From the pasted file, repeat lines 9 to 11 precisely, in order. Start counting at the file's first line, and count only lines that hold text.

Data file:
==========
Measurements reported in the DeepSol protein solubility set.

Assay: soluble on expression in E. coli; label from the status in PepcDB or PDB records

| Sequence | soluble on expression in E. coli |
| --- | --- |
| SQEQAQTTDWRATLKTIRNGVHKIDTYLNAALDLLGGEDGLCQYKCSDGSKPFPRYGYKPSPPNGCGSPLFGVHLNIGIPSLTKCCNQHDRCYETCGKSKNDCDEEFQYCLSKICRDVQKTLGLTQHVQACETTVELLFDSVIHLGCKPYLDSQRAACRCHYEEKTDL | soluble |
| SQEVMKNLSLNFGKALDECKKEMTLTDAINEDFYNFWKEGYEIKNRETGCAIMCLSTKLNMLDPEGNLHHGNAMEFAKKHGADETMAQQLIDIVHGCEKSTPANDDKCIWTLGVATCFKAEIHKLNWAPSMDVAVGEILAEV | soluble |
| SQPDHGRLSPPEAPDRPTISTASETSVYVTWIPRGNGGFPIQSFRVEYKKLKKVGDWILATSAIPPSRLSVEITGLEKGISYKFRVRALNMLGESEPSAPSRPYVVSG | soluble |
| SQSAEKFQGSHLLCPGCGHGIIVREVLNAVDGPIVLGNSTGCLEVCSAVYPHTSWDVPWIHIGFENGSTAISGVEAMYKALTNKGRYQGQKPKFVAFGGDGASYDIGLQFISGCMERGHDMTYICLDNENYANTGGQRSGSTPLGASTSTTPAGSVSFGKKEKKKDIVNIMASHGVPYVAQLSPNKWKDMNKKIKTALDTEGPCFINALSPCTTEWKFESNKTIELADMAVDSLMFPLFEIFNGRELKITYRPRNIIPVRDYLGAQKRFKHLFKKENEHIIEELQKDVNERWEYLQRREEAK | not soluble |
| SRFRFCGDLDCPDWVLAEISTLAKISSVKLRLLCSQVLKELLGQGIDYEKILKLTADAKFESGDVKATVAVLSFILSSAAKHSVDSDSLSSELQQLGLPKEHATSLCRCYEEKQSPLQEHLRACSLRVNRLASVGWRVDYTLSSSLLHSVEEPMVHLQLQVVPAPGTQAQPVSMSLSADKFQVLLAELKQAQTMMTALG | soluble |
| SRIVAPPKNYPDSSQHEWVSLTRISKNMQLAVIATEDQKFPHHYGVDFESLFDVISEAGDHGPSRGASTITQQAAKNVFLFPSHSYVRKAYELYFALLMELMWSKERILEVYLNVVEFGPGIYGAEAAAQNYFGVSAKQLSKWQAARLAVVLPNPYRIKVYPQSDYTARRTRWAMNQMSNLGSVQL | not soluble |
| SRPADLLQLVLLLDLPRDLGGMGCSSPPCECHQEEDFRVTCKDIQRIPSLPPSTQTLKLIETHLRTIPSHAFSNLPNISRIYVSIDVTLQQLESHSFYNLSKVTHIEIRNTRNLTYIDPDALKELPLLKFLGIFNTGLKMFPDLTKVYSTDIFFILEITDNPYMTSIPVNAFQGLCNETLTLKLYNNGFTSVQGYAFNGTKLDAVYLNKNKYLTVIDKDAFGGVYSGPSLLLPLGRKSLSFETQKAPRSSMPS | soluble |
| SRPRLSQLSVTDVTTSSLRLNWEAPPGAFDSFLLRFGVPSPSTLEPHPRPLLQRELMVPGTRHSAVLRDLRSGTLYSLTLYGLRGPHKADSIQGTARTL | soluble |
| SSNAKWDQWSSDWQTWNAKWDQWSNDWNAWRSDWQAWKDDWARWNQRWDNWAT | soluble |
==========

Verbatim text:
| SRFRFCGDLDCPDWVLAEISTLAKISSVKLRLLCSQVLKELLGQGIDYEKILKLTADAKFESGDVKATVAVLSFILSSAAKHSVDSDSLSSELQQLGLPKEHATSLCRCYEEKQSPLQEHLRACSLRVNRLASVGWRVDYTLSSSLLHSVEEPMVHLQLQVVPAPGTQAQPVSMSLSADKFQVLLAELKQAQTMMTALG | soluble |
| SRIVAPPKNYPDSSQHEWVSLTRISKNMQLAVIATEDQKFPHHYGVDFESLFDVISEAGDHGPSRGASTITQQAAKNVFLFPSHSYVRKAYELYFALLMELMWSKERILEVYLNVVEFGPGIYGAEAAAQNYFGVSAKQLSKWQAARLAVVLPNPYRIKVYPQSDYTARRTRWAMNQMSNLGSVQL | not soluble |
| SRPADLLQLVLLLDLPRDLGGMGCSSPPCECHQEEDFRVTCKDIQRIPSLPPSTQTLKLIETHLRTIPSHAFSNLPNISRIYVSIDVTLQQLESHSFYNLSKVTHIEIRNTRNLTYIDPDALKELPLLKFLGIFNTGLKMFPDLTKVYSTDIFFILEITDNPYMTSIPVNAFQGLCNETLTLKLYNNGFTSVQGYAFNGTKLDAVYLNKNKYLTVIDKDAFGGVYSGPSLLLPLGRKSLSFETQKAPRSSMPS | soluble |